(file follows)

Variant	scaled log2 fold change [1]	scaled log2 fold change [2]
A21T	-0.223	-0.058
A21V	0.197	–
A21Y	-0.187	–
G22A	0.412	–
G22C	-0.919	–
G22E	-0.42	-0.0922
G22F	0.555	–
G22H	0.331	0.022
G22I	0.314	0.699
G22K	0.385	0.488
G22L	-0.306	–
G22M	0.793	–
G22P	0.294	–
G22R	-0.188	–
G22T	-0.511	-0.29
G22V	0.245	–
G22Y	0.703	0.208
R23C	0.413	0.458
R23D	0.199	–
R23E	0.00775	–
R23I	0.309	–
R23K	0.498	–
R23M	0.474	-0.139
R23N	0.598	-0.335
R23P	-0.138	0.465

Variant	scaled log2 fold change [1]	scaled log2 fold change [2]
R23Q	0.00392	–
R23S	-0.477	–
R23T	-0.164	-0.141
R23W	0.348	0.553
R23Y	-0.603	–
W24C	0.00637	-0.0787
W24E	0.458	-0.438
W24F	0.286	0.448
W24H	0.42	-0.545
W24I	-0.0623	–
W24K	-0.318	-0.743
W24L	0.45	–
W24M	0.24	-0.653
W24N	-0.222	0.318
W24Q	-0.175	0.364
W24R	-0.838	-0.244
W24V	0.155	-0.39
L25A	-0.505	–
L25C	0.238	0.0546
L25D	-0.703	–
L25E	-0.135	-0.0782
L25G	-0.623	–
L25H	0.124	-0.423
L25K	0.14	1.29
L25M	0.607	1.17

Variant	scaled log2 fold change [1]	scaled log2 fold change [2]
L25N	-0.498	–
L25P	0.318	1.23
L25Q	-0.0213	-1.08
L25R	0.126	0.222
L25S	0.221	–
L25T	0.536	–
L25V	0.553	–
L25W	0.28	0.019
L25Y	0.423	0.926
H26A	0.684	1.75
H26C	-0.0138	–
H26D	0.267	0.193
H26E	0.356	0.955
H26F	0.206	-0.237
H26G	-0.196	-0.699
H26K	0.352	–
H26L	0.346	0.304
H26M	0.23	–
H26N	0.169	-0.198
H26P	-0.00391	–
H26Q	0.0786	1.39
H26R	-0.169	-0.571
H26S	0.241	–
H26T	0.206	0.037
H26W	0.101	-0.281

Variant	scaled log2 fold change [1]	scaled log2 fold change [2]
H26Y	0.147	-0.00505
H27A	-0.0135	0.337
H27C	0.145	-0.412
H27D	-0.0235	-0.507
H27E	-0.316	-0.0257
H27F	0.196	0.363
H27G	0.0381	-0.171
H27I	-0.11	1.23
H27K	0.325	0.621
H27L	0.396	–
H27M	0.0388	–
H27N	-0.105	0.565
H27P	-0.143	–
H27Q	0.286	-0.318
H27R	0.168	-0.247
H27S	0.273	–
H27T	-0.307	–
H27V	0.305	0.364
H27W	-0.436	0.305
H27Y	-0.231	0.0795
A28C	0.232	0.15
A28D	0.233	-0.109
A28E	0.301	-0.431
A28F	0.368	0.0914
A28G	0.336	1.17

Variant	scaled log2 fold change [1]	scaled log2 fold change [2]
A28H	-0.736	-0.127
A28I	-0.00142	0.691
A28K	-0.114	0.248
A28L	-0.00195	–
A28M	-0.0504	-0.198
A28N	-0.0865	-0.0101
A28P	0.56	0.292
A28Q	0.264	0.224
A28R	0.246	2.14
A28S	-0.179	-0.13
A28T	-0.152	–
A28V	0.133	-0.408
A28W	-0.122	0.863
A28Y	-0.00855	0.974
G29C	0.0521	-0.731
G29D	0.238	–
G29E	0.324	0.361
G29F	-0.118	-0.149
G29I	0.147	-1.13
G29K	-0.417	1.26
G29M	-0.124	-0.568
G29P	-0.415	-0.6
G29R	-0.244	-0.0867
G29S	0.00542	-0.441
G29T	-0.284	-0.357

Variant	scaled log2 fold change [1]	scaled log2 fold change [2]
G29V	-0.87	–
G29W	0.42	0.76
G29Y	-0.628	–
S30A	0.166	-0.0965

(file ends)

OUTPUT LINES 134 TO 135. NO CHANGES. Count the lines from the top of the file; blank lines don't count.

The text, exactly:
G29Y	-0.628	–
S30A	0.166	-0.0965